It took over twenty years for Handwerker to bring his feuding father and uncle out of their shells on camera and what he see is fascinating and staggering., with many a pregnant close-up. Handwerker decided to conceal the dates of his footage so it is the varying color stock that gives an idea as to when scenes were shot. This helps to give the film a sense of timelessness and we understand that the very same rise and fall of Nathan’s could essentially happen today and to anyone. The interviews are, ultimately, about hot dogs but what really comes out of them is an intimate and charming narrative, with many scene-stealing characters and Coney Island legends.


We learn that Nathan’s hired minority workers when it was controversial to do so and that it was quality work and productivity that drove Nathan’s hiring practices above all else. We hear that Nathan’s would bribe the local cops to not enforce double parking laws outside the crowded restaurant and that Nathan pulled the open condiments from the counters because of public fear that someone would put LSD in the mustard.


“Famous Nathan” is a portrait of a family and a look at the spirit of a bygone era. While we would not think that a film about a hot dog restaurant that eventually evolved into a national chain would be the fascinating cinema but it is and it is also total entertainment.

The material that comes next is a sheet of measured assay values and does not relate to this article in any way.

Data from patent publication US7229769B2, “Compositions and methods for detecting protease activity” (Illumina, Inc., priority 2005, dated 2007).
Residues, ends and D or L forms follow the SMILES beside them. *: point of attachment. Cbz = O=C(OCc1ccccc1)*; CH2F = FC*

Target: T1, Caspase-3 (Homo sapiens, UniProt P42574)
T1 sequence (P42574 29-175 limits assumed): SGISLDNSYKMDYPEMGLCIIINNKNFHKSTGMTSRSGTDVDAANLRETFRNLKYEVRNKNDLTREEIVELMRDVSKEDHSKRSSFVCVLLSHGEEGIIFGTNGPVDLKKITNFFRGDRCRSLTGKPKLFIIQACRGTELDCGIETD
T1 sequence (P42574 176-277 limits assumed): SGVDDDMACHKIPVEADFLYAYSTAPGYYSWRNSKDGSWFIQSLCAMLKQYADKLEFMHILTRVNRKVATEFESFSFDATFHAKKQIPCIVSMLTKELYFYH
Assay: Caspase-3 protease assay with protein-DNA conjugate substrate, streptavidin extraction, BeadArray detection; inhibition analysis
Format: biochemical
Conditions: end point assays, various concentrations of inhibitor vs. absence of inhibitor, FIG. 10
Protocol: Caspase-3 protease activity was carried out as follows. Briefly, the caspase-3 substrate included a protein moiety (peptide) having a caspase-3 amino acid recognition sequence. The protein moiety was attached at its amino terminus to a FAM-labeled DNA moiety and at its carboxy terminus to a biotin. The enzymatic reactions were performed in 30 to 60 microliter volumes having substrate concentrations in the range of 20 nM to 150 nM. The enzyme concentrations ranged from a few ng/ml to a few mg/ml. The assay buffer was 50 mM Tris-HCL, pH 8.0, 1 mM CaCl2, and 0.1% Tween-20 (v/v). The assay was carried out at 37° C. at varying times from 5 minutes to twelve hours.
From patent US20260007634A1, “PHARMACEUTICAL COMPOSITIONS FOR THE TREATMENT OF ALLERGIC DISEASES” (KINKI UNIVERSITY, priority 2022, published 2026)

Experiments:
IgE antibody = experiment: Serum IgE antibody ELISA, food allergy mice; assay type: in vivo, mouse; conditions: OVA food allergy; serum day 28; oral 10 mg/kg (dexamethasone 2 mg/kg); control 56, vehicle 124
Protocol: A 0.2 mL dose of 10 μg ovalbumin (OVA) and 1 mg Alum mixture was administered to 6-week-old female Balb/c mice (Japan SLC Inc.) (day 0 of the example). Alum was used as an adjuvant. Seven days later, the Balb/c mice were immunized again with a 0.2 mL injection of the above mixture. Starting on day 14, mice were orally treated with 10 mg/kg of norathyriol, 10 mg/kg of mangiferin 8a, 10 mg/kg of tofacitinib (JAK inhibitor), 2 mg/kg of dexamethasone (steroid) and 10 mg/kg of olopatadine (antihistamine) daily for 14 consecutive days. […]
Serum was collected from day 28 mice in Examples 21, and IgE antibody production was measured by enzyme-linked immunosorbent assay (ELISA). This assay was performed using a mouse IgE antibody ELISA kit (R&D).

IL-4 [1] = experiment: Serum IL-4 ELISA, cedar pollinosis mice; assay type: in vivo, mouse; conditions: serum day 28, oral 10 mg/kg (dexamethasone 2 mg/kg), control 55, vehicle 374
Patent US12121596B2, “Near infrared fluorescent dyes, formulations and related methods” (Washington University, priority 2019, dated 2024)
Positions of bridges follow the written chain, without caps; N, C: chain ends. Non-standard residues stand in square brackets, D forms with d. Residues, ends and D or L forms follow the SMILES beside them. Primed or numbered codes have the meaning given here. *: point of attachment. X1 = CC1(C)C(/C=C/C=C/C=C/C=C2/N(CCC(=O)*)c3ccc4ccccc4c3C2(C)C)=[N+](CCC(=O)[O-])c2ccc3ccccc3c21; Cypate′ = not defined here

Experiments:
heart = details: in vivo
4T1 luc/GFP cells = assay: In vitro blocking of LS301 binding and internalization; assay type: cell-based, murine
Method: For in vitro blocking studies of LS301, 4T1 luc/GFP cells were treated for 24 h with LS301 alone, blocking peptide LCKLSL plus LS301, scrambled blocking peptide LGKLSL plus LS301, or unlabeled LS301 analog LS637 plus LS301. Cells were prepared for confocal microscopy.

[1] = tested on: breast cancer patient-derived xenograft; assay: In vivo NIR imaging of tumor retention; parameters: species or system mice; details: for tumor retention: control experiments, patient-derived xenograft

The DVD from Film Movement also has a short film, “And They Call It Summer” by Paolo Franchi and it tells the emotional story of an unconventional relationship, full of passion and perversion, between a man with a tormented psyche and the woman who tries to ease his pain.

“SIR IVAN: I AM PEACEMAN'”— A Man on a Mission”

sir ivan I am peaceman

“Sir Ivan ‘I Am Peaceman'”

A Man on a Mission

Amos Lassen

Sir Ivan Wilzig is Sci-Fi Channel’s Mr. Mitzvah and Peaceman of the Peaceman Foundation, a private nonprofit supporting many charities dedicated to fighting hate crimes and treating the victims of post-traumatic stress disorder. Sir Ivan is an eldest son of multi-billionaire Siggy B. Wilzig who was the very first Auschwitz survivor to come to the US after WWII and who ended up taking over two publicly traded firms, an oil company, and a bank, while never forswearing his wide-ranging philanthropic interests.

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Sir Ivan studied and received a law degree and for 20 years he sat on the board of his father’s bank but then turned his back on his career. He made a record of “ For What It’s Worth” in his own unique style of rocktronica and the proceeds went to the Peaceman foundation. Sir Ivan has personally seen that many soldiers are treated for PTSD.

But there is another side to Sir Ivan and that one is responsible for the 12,000 square foot Castle, a piece of architectural and designer art, having sprung up in the Hamptons where he throws charity parties and it is there that he has hosted celebrities, fire breathers turning the water of the pool into a lake of fire, and musicians belting out techno-flavored “Hava Nagila”.